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## Evaluating improper integrals

Current time:0:00Total duration:2:42

# Divergent improper integral

AP Calc: LIM‑6 (EU), LIM‑6.A (LO), LIM‑6.A.1 (EK), LIM‑6.A.2 (EK)

## Video transcript

Right here I have graphed
part of the graph of y is equal to 1/x. And what I'm curious about
is the area under this curve and above the x-axis between
x equals 1 and infinity. So I want to figure out
this area right over here. So let's try to do it. So we could set this up as an
improper integral going from 1 to infinity of 1/x dx. Well once again-- actually, let
me do that same yellow color. I like that more-- we can
view this as the limit as n approaches infinity of
the integral from 1 to n of 1/x dx, which we can
write as the limit as n approaches infinity of
the antiderivative of 1/x, which is the natural log
of the absolute value of x. So this is going to
be the natural log of the absolute value of x. And the absolute value of x
won't really matter so much. We could just say
x because we're dealing with
positive values of x. But I'll just write it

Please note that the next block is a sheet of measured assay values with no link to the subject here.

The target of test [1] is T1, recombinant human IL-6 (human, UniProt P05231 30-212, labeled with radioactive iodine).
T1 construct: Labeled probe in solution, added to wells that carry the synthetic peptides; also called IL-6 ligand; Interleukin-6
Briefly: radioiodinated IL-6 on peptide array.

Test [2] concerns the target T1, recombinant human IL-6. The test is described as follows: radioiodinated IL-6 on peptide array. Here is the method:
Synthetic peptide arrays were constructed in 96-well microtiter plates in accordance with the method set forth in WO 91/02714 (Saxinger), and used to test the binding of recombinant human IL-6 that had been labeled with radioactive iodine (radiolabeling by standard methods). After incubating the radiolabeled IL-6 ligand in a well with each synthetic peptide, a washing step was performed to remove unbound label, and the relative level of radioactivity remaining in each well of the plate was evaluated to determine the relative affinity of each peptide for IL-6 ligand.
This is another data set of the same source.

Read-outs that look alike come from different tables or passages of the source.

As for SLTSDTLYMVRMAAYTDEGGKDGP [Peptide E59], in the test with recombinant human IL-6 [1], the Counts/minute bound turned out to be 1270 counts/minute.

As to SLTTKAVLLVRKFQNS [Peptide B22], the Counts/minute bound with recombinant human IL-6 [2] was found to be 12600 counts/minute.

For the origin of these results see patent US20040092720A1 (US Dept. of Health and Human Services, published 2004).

down as the natural log of the absolute value of x
between x is 1 and x is n. And so this is going to
be equal to the limit as n approaches infinity
of-- you evaluate this at n, so you're going to
get the natural log-- I could write the
absolute value of n, but we know that n is
going to be positive. So we could just write
the natural log of n minus the natural log of
the absolute value of 1, or the natural log of 1. Natural log of 1 is just a 0. e to the 0-th power
is equal to 1. So this boils down
to the limit as n approaches infinity of
the natural log of n. Now this is interesting. Natural log function
just keeps getting larger and larger and larger. The natural log function keeps
growing and growing and growing like this, albeit at a
slower and slower pace, but it keeps growing. The limit as n approaches
infinity of the natural log of n is just equal to infinity. So here we do not
have a finite area. This is an infinite. This is an infinite area. It's interesting. When this function
decreased faster-- when it was 1 over x squared--
we had a finite area. Now we have an infinite area. And so we would say that this
integral right over here, this improper
integral, is divergent. And we're done.

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